On Sunday night, the 24-year-old woman had gone to the resto-bar and lounge with her two female friends. When they hit the dance floor, Harpreet Singh Chadda, 46, of Tiljala requested her to join him. His two friends Manwinder, 34, and Kamal Sabriwal, 31, tried to do the same with her two friends. But the other two women refused them. However, getting close to her amidst the loud music, Harpreet allegedly molested her. Immediately, a fight began and the window panes of the night club broke in the process. One of the women received injuries. The incident took place at around 11.30 pm.

Desperate to save her life, the victim tried to get on to a bus. But the trio stopped the bus and pulled her out of it. The men then beat her up even as the bus passengers remained mute spectators.The men thrashed the girl until she started bleeding following which they got nervous and fled.The three fled and the night club was closed.
Acting on the women’s complaint, the police lodged a case under Sections 354, for molestation, and 307 for attempt to murder, of the IPC.
On Monday, Harpreet, Manwinder and Kamal were arrested by the police. Later in the day, the Bankshall court remanded them to police custody till June 15. According to police sources, the 24-year-old woman had quit her job at a call centre in Sector V in Salt Lake worrying about her safety after she identified the original culprits in the Park Street gangrape case. She was partying with her colleagues on February 5 night at a hotel at Park Street.


Kolkata‘s Park Street rape case: 10 big facts

Monideepa Banerjie | Updated: February 20, 2012

Kolkata's Park Street rape case: 10 big facts

Kolkata: Mamata Banerjee has been caught in a controversy of her own making in West Bengal over a rape that left Kolkata cold. The city is usually considered safe for women, especially when compared to other metros like Delhi or Mumbai. Remarkably, Ms Banerjee had dismissed first reports of the case as an attempt to defame her government. Here are 10 big facts on the case:

  1. The chief minister met this morning with the city’s senior-most police officials, reportedly to discuss their progress in investigations.
  2. Three men were arrested on Saturday; two others are missing.
  3. At a rally in Kolkata yesterday, the CPM, which was defeated by Ms Banerjee in elections last year, targeted the chief minister for her insensitive handling of the case.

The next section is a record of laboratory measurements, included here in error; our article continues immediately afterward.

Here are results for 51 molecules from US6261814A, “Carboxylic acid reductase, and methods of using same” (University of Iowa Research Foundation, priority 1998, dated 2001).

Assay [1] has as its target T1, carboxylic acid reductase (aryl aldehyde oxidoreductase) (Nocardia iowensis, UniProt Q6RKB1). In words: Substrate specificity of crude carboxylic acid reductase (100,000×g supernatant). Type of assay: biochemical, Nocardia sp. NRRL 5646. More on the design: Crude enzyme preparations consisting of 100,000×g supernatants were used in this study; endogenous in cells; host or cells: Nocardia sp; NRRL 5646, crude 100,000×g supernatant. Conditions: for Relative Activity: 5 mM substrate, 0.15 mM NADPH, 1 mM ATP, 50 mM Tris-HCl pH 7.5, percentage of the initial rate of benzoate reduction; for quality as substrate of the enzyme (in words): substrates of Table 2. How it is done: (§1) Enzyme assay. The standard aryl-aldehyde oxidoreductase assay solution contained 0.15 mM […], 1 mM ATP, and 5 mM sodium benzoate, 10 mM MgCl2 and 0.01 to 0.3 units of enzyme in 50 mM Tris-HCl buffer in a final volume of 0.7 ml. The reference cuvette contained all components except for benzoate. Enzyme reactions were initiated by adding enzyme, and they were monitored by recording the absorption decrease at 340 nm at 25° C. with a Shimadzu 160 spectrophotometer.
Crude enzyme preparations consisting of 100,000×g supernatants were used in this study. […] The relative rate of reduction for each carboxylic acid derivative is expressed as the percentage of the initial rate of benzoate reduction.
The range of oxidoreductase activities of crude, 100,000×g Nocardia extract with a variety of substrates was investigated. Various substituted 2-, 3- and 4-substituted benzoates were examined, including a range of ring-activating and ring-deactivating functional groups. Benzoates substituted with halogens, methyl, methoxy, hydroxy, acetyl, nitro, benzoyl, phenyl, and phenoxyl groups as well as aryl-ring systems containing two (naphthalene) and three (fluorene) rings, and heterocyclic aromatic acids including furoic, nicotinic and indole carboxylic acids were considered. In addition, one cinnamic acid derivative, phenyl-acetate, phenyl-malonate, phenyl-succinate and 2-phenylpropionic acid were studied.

4. On the night of February 5, the victim was at a pub at Kolkata’s famous Park Street. A man who befriended her at the pub offered her a ride home in his Honda City. When she climbed in, there were two men in the car. But soon, another three entered the vehicle. She was raped at gunpoint.
  5. The victim filed her police case a few days later, on February 9. She says she had been traumatised by the event and needed some time to recover before going to the police with her story.
  6. The victim, who is 37-years-old, alleges that the police mocked her when she tried to get a case registered. Officers allegedly used the fact that she had been at a pub to judge her character.
  7. The media began reporting on the story last week. As the police announced that it was searching for the rapists, the Chief Minister said the case had been fabricated to malign the government, triggering a debate about her perceived insensitivity.
  8. The investigation was complicated by the fact that the men involved assumed other people’s names when introducing themselves to the victim. When the police searched Facebook for their photos, the images did not match the men who the victim had met.
  9. Footage from security cameras installed near the pub that the woman visited helped the police identify the men who drove away with her.
  10. Medical tests on the victim were conducted on February 14. Sources say that the reports do not confirm rape, but doctors attribute this to the delay between her assault and her medical check-up.

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Solidarity statement from Bangalore with anti-eviction basti struggles in Mumbai and Kolkata

June 11, 2012
Dayanandnagar slum residents group , in s Bangalore send their solidarity  supportwith the basti dwellers fighting eviction in slums of Mumbai and Kolkata after seeing pictures and films of their struggles. We also know such struggles are happening everywhere, in our own city such as E.W.S quarters and in other cities besides Mumbai and Kolkata, and we are trying to reach out to learn more and join hands to fight together. When we saw the photos of struggle in Mumbai and Kolkata we felt we had to reach out by letter as these struggles are so far away. Attached is our statement in Kannada and below is a translation into English. In the English translation we added in brackets some points which were discussed after our letter was first drafted in Kannada at the meeting.


“We in the dalit and women’s group of Dayanandnagar slum, work on slum resident issues. With respect to these issues, we join hands with you in struggle against the violent oppression directed at you. In both the Koliwada, (Ambujwada) and Golibar struggles in Mumbai, and the Nonadanga struggle in Kolkatta, police violence and the eviction of people from their homes by government officials took place. We oppose the police violence and atrocities, (including the molestation and mishandling of women by male police officers while repressing protests), and the arrogance and oppression of the government officials. We support you, and are with you, hence this letter”


in solidarity,
Dayanandnagar slum residents:
Kavitha G
Kaveri R.I.
Mani S
G. Justin
Vanaja A.
P. Venkatesh
Rajeshwari R.